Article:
LG’s OLED TVs have dominated the conversation among high-end TV enthusiasts for a few years now, but the past few have finally brought at least some OLED TVs at prices middle-class households could afford.
And like clockwork every year, LG attends the Consumer Electronics Show (CES) to announce a new lineup of OLEDs that pack some improvement: cheaper, bigger, smaller, whatever. This year, the big news is that some LG TVs are brighter.
LG currently maintains a few different lines of OLEDs: the entry-level A-Series, the slightly more feature-rich B-Series, the flagship C-Series, the high-end G-Series, and the 8K Z-Series.
LG announced new models in all of these lines at CES this week. We’re mainly looking at minor updates, but the new C2 model gets a notable change from the C1: it now offers the brighter “Evo” panels that LG introduced in the more expensive G1 last year.
LG’s OLEDs are often praised by reviewers for their inky blacks, accurate colors and strong contrast. But one of the two most common blows to them is that they don’t offer the same peak brightness as the most expensive non-OLED sets. (The other downer, of course, is the burn-in risk, which has decreased over the years but is still an issue for certain use cases.)
A big price difference has historically separated the C and G Series TVs, so potential OLED buyers will probably be happy to hear that the more reasonably priced C Series gets better peak brightness. We’ll have to wait for the first tests and reviews coming in later this year to see how big the improvement is.
To continue to differentiate the G series, LG is giving the G2 a feature it calls “Brightness Booster”, which is not available in the C2. The company says Brightness Booster TVs have panels with a heat sink to make it easier for them to reach maximum brightness.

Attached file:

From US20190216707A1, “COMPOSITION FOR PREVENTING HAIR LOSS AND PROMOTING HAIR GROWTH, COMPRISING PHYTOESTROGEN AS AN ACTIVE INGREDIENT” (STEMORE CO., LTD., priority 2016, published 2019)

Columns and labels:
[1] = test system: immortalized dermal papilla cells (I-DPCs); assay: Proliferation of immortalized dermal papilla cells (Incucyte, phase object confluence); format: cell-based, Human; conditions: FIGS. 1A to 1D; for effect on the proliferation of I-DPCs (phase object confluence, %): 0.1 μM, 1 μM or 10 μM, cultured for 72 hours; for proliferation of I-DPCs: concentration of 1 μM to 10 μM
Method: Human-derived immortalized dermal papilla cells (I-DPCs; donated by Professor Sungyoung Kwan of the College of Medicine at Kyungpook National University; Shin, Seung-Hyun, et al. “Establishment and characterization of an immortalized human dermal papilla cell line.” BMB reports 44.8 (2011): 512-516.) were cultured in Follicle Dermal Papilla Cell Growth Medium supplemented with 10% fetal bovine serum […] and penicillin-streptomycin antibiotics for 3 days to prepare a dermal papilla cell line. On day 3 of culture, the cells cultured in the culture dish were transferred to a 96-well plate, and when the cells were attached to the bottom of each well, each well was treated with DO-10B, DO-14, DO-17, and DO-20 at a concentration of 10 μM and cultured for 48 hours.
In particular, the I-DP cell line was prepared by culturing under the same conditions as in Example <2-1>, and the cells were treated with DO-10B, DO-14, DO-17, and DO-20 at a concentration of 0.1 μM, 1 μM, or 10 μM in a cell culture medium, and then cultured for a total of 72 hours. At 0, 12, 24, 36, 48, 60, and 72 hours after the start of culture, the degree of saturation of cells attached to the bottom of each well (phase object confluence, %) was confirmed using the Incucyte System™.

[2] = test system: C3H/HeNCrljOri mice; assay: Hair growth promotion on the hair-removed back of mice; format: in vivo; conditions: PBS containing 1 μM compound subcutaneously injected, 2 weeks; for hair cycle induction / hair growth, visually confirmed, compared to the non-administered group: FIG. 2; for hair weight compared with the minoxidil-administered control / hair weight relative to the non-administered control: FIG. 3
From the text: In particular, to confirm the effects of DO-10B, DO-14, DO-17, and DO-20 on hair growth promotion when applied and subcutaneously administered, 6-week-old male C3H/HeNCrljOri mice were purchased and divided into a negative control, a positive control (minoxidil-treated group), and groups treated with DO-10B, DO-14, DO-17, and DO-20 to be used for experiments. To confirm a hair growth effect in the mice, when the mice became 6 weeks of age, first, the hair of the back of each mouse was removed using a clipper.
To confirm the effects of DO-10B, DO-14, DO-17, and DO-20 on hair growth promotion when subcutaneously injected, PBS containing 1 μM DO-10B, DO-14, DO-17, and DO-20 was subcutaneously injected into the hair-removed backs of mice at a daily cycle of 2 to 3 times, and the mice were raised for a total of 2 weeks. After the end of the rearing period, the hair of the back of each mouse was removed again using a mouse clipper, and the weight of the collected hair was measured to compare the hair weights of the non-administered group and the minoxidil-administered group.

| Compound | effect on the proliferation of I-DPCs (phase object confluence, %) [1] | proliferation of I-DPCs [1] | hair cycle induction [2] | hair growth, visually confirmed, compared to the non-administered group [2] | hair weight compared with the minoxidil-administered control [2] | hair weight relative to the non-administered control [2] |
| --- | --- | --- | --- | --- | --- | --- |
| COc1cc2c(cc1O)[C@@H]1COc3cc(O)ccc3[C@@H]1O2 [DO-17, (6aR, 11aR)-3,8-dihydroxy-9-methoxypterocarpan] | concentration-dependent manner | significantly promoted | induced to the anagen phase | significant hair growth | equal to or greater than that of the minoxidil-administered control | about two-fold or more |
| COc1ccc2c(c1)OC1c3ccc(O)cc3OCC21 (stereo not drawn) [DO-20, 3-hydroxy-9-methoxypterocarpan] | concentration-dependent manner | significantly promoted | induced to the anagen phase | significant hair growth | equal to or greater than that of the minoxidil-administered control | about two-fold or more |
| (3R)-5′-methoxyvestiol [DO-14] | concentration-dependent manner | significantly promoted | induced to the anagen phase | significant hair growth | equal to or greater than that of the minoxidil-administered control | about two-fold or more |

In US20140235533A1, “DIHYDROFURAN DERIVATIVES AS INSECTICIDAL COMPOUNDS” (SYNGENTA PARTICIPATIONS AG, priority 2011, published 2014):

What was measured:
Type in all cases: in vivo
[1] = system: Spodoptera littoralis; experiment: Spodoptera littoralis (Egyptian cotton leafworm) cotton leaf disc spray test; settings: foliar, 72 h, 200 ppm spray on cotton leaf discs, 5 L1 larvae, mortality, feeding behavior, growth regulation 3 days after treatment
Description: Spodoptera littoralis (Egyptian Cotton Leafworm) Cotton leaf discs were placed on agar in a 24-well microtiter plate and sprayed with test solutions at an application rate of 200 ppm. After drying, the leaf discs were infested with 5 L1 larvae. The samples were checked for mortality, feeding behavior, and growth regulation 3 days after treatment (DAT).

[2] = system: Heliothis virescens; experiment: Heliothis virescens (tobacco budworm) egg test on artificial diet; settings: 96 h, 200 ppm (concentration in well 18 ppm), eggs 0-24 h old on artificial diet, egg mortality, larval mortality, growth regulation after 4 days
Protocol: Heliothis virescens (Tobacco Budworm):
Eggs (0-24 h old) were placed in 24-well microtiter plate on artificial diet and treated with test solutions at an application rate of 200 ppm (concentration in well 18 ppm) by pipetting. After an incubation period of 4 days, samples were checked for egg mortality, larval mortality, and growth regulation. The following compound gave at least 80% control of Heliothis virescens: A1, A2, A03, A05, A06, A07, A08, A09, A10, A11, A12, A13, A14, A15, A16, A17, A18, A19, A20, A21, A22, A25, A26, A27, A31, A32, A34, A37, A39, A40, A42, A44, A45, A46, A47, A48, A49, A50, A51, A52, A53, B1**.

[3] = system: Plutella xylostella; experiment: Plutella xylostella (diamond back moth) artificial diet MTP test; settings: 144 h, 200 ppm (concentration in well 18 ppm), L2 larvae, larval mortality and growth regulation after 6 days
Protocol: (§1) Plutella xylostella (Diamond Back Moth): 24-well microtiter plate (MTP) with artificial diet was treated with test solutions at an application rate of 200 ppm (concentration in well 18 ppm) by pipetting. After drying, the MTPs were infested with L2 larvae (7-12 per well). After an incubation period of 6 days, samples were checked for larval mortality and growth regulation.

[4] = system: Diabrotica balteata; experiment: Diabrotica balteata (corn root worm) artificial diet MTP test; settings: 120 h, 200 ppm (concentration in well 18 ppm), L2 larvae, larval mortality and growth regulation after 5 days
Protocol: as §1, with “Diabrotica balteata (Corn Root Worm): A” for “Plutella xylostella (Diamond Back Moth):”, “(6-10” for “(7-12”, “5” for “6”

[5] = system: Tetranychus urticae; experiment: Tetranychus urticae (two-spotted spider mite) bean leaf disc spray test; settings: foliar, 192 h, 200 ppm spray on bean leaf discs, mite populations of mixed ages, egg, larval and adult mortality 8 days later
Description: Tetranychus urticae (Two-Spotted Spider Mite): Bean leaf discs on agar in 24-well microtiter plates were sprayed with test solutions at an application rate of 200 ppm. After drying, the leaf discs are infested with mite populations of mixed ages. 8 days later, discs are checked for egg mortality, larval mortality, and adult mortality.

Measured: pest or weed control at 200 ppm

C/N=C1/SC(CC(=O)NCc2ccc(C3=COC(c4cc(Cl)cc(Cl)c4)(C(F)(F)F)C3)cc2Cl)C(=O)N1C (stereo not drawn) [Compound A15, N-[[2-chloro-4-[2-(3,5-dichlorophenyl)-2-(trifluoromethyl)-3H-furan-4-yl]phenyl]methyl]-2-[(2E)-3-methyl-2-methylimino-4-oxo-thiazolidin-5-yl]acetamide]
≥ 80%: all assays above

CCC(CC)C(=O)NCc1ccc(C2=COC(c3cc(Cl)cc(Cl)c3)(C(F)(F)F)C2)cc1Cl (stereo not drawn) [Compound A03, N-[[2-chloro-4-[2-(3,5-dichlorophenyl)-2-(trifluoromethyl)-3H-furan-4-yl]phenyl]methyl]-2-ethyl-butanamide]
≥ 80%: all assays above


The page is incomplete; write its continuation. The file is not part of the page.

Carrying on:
In addition, the 2022 C2 and G2 have a screen bezel of just 6mm, down from 10.2mm in 2021. They’ll likely use LG’s new OLED EX technology, which we briefly wrote about a few days ago.
The C2, G2 and Z2 (basically the G2, but 8K instead of 4K) will have a new AI processor to support improved dynamic tone mapping. The cheaper A2 and B2 use an older, less powerful processor. The B2 and above offer 120 Hz displays, variable refresh rate support, and HDMI 2.1 support. The big difference between the A2 and the more expensive sets is that it lacks those things that are especially relevant to gamers.
LG is always throwing in something for gamers with these updates, and this time it’s Nvidia G-Sync support on the 120 Hz TVs. The previous generation supported AMD’s FreeSync, but now both major VRR standards are here.
It’s not just about hardware changes, there are new software features as well. LG’s webOS now supports multiple user profiles for those who use the TV’s built-in smart app features rather than a set-top box, game console, or dongle. And LG plans to roll out support for the Matter smart home standard on its TVs by 2022.
The A2 is available in 48, 55, 65 and 77 inch sizes. For the B2, this is 55, 65 and 77 inches. The C2 comes in most sizes: 42, 48, 55, 65, 77 and 83 inches. It’s important to note, however, that the 42- and 48-inch C2 don’t have the brighter Evo panel that the larger sets have.
The G2 clocks in at 55, 65, 77, 83 and 97 inches, while the Z2 is only offered in 77- or 88-inch sizes.
Pricing and availability are yet to be announced, but LG isn’t likely to stray too far from 2021 pricing as it faces stiffer competition in the OLED space than ever before. While LG, Sony and Panasonic have produced the most OLED TVs for consumers in recent years, other companies have jumped on the bandwagon, including Samsung, the current leader of the overall TV market.